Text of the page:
The question remains: does the similar area of Manhattan, its lower 2/3's have a name and if not, should it? (fully realizing that it may not and should not ever have one since it would lessen or dilute the name and meaning of "Manhattan"....which is a magical brand name you don't want to touch.)
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Old 09-19-2019, 04:48 AM
 
Location: Beautiful Pelham Parkway,The Bronx
8,530 posts, read 20,578,508 times
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Oy.
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Old 09-19-2019, 06:58 AM
 
289 posts, read 73,499 times
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Ah yes, Chicago, that miniature city by the lake. If Inwood and Washington Heights (the northern 1/8th of Manhattan) were in Chicago they'd be the densest urban environs in the entire midwest and raise your population by damn near 20%.
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Old 09-19-2019, 07:43 AM
 
Location: New York City
8,494 posts, read 6,482,282 times
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Quote:
Originally Posted by edsg25 View Post
Is there a name for the 'Lower Two Thirds" of Manhattan....and, if not, should there be one?
But for what purpose? I can't think of any reason to. NYC works by neighborhoods & districts, there's not really any grouping of those except for the 5 boroughs
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Old 09-19-2019, 07:52 AM
 
386 posts, read 134,172 times
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Did you know the song Downtown made famous by Petula Clark is about Times Square?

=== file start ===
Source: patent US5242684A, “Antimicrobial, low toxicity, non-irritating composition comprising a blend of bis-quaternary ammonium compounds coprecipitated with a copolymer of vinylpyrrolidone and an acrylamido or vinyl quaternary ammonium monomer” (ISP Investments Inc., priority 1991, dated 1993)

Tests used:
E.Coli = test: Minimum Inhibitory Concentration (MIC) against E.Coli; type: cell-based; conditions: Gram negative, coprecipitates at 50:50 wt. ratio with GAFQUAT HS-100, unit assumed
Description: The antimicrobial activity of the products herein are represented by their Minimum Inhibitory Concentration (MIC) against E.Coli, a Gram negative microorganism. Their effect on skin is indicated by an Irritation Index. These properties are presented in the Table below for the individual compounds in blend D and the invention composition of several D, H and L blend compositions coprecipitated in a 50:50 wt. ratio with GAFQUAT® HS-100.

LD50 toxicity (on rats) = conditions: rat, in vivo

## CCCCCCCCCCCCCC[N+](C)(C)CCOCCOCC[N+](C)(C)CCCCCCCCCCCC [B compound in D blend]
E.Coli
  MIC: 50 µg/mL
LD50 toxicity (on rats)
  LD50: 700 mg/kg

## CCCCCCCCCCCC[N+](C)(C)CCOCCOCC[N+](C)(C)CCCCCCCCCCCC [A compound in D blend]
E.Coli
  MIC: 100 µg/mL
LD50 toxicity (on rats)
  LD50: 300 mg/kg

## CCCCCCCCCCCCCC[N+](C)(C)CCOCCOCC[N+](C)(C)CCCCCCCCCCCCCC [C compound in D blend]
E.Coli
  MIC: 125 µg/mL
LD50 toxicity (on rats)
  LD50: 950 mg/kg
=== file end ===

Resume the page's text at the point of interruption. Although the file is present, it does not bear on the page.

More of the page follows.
The writer Tony Hatch, on his first visit to NY, was staying at a hotel uptown and believed Times Square was downtown.
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Old 09-19-2019, 11:35 AM
 
710 posts, read 250,024 times
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As said before Manhattan is called Manhattan. there is no other name for it other than neighborhoods and districts.

Focus on the districts names to know where you want to go if downtown such as Meat Packing, Financial, Garment, ETC...
Once you get to Midtown its neighborhoods.

Cant really compare to Chicago. their whole Loop can fit into Central park lol.
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Old 09-19-2019, 11:45 AM
 
Location: OH>IL>CO>CT
5,358 posts, read 8,651,359 times
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Re Chicago, while it does not have boroughs, it does have neighborhoods that people use to give an idea what part of town they are in. In addition, North Side, West Side, South Side were used.

See https://www.google.com/maps/@41.9013....6938048,12.5z

Mine was Rogers Park on the North Side
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Old 09-19-2019, 12:04 PM
 
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to me below 59th is downtown

then theres uws or ues

then harlem

thats it
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Old 09-19-2019, 12:17 PM
 
Location: New York, NY
1,960 posts, read 1,340,110 times
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Too long didn’t read.

Manhattan is Manhattan. Most of us use neighborhood names to distinguish where we are talking about. Soho, Tribeca, Columbus Circle, UWS, Harlem, etc.

Sometimes we may say downtown, meaning below Canal, midtown in the 40s, uptown above 96th.

None of it really matters.
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Old 09-19-2019, 05:11 PM
 
Location: Chicago
6,341 posts, read 6,776,105 times
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Quote:
Originally Posted by bluedog2 View Post
Oy.
and vey back at you.